Gender equality is not just good for business, it's good for sleep

Gender equality is not just good for business, it’s good for sleep

sleeping cat
We’ve seen the evidence that gender equality is good for business and good for the economy, but this latest research puts a new spin on the benefits: couples in more gender equal societies sleep better.

Who doesn’t want better sleep?

And imagine the flow-on effects to workplaces, productivity, relationships, and our healthcare system if we could all just get more shut-eye.

The sleep data comes from researchers including Leah Ruppanner from the University of Melbourne.

Their study of 14,143 people in relationships across 23 European countries found that in 22 of those countries, more women than men indicated they experienced restless sleep in the week prior.

They found that women experienced disrupted sleep if they had children under five, while men experienced more restless sleep if they felt dissatisfied with their family’s financial situation.

Stressful work was found to be affecting the sleep of both men and women.

But in more gender equal societies? Men and women are sleeping better. The researchers determined such ‘gender equal’ societies according to the United Nations gender empowerment index, which considers the gender pay gap and the number of women in senior positions among other factors.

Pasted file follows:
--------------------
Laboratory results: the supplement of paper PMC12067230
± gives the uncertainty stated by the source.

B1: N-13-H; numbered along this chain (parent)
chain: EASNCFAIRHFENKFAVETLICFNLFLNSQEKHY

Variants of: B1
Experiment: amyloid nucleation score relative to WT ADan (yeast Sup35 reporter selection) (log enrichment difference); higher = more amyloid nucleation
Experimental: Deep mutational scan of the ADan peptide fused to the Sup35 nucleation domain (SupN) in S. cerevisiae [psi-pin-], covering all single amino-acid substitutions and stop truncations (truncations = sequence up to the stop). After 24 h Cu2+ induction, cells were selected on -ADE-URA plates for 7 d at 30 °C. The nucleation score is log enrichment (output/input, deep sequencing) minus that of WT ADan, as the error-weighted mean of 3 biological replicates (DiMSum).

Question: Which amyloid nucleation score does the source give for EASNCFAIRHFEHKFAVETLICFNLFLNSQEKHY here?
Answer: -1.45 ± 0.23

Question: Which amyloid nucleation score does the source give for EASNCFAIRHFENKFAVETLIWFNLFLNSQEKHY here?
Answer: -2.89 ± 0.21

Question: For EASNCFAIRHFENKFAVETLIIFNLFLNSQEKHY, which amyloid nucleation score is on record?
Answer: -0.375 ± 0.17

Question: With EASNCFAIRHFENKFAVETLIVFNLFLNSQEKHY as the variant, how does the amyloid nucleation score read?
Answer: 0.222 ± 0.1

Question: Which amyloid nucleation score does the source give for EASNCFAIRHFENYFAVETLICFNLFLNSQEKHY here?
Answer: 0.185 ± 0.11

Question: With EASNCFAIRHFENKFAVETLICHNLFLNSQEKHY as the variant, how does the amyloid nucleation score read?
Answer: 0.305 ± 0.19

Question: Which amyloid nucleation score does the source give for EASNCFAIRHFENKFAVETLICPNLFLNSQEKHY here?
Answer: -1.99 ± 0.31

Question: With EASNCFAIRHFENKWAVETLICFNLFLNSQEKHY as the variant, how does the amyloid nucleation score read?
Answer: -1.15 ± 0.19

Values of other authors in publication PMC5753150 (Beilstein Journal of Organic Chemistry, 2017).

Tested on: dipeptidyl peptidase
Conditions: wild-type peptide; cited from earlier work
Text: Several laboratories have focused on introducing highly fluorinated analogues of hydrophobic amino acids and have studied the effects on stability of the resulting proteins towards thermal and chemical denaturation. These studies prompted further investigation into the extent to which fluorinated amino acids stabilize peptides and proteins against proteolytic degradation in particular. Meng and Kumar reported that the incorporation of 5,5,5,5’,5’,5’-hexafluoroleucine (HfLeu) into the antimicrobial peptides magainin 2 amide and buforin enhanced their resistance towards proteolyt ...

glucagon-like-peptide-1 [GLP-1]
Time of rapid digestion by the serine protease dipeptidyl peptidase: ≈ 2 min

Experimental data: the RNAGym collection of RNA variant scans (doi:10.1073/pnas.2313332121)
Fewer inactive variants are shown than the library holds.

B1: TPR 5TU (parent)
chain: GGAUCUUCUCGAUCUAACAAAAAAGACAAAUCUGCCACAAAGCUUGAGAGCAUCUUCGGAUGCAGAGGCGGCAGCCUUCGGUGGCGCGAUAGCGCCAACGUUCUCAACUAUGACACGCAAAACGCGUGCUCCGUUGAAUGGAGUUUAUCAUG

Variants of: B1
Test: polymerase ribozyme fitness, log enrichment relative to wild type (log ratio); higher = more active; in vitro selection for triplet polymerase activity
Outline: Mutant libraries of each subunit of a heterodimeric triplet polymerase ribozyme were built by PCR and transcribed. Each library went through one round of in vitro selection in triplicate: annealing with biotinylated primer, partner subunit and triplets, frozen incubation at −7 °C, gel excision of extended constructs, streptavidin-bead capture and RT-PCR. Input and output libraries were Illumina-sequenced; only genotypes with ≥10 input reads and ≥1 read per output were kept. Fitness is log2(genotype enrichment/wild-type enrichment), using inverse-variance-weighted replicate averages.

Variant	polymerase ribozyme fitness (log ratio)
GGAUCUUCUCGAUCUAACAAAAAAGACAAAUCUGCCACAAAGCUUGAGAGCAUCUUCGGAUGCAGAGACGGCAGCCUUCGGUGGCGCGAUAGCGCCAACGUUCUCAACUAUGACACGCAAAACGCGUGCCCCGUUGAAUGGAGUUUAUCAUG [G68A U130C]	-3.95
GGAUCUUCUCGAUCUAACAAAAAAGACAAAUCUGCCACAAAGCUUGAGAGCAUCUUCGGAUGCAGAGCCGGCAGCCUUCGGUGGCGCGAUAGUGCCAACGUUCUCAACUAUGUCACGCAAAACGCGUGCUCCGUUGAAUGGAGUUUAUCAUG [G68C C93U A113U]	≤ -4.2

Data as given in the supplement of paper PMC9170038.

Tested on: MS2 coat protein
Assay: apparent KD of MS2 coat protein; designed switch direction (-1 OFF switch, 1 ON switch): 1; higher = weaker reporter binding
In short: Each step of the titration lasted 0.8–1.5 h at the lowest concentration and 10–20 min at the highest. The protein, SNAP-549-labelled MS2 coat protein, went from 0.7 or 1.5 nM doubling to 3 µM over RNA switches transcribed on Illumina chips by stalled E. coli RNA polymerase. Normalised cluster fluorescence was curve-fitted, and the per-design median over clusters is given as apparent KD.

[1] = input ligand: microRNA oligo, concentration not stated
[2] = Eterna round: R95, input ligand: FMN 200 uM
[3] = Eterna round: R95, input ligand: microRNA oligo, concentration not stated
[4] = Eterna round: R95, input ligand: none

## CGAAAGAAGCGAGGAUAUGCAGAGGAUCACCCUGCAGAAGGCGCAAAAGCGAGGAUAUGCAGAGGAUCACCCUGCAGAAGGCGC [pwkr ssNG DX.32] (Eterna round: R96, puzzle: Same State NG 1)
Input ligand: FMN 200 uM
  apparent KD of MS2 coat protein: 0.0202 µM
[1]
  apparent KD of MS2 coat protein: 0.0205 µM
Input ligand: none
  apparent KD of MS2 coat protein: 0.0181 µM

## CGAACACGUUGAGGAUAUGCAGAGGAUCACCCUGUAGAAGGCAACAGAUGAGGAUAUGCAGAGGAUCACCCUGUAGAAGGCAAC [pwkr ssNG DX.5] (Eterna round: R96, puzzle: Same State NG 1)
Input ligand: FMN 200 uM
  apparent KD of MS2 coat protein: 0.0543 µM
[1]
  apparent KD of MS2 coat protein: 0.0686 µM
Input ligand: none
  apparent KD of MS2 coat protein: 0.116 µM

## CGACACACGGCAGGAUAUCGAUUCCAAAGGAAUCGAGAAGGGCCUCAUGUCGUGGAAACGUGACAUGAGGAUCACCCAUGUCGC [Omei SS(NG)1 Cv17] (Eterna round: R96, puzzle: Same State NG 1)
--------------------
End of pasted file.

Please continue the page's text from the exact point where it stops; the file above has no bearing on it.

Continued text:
They found such equality means more restful sleep for women — possibly because they have slightly less to do and worry about. Men in such societies were also reporting better sleep.

The researchers also found that the sleep of men was often protected over women’s sleep in couples with a male breadwinner. The belief is often that men need to ‘be at their best’ for the day ahead, meaning it’s up to women to deal with whatever comes up during the night — and when you have kids, a lot of things come up during the night.

No prizes for who can guess where couples are getting the most sleep: Norway. It ranks highest on the UN index, and also had the lowest rate of restless sleep, at 3% for men and 9% for women.

That compares to the Ukraine, with 16% of men reporting restless sleep and 22% of women.

And in the UK, which is just above average on the UN index, 14% of men and 20% of women were found to report restless sleep

Sleep is an important lever in not only promoting good physical and mental health, but also in creating productive workplaces that ultimately boost our economy. The gender equality link is one that’s worth exploring further.


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